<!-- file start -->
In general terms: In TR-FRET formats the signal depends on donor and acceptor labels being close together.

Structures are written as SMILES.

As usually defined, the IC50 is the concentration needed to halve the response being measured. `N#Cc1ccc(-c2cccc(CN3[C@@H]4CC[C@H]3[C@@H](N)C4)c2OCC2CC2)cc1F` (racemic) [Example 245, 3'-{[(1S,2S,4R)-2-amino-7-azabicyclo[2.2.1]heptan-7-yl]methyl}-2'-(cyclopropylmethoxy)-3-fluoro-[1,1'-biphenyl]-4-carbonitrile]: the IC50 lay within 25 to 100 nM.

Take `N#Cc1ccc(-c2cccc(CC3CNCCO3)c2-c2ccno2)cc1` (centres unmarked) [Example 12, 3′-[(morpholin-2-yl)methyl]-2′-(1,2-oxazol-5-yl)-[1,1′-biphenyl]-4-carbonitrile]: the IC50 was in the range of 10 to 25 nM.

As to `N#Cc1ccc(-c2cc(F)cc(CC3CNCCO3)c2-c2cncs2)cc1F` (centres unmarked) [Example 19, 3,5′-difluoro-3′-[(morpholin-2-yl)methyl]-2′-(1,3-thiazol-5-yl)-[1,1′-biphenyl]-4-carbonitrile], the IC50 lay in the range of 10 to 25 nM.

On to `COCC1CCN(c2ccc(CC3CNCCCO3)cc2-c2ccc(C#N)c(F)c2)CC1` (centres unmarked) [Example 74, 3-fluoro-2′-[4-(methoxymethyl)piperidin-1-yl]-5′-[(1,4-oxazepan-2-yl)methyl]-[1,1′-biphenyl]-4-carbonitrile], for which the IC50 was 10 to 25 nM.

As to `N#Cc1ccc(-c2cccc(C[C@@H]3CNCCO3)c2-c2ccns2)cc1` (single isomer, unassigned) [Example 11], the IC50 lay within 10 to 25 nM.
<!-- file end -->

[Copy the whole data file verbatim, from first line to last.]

In general terms: In TR-FRET formats the signal depends on donor and acceptor labels being close together.

Structures are written as SMILES.

As usually defined, the IC50 is the concentration needed to halve the response being measured. `N#Cc1ccc(-c2cccc(CN3[C@@H]4CC[C@H]3[C@@H](N)C4)c2OCC2CC2)cc1F` (racemic) [Example 245, 3'-{[(1S,2S,4R)-2-amino-7-azabicyclo[2.2.1]heptan-7-yl]methyl}-2'-(cyclopropylmethoxy)-3-fluoro-[1,1'-biphenyl]-4-carbonitrile]: the IC50 lay within 25 to 100 nM.

Take `N#Cc1ccc(-c2cccc(CC3CNCCO3)c2-c2ccno2)cc1` (centres unmarked) [Example 12, 3′-[(morpholin-2-yl)methyl]-2′-(1,2-oxazol-5-yl)-[1,1′-biphenyl]-4-carbonitrile]: the IC50 was in the range of 10 to 25 nM.

As to `N#Cc1ccc(-c2cc(F)cc(CC3CNCCO3)c2-c2cncs2)cc1F` (centres unmarked) [Example 19, 3,5′-difluoro-3′-[(morpholin-2-yl)methyl]-2′-(1,3-thiazol-5-yl)-[1,1′-biphenyl]-4-carbonitrile], the IC50 lay in the range of 10 to 25 nM.

On to `COCC1CCN(c2ccc(CC3CNCCCO3)cc2-c2ccc(C#N)c(F)c2)CC1` (centres unmarked) [Example 74, 3-fluoro-2′-[4-(methoxymethyl)piperidin-1-yl]-5′-[(1,4-oxazepan-2-yl)methyl]-[1,1′-biphenyl]-4-carbonitrile], for which the IC50 was 10 to 25 nM.

As to `N#Cc1ccc(-c2cccc(C[C@@H]3CNCCO3)c2-c2ccns2)cc1` (single isomer, unassigned) [Example 11], the IC50 lay within 10 to 25 nM.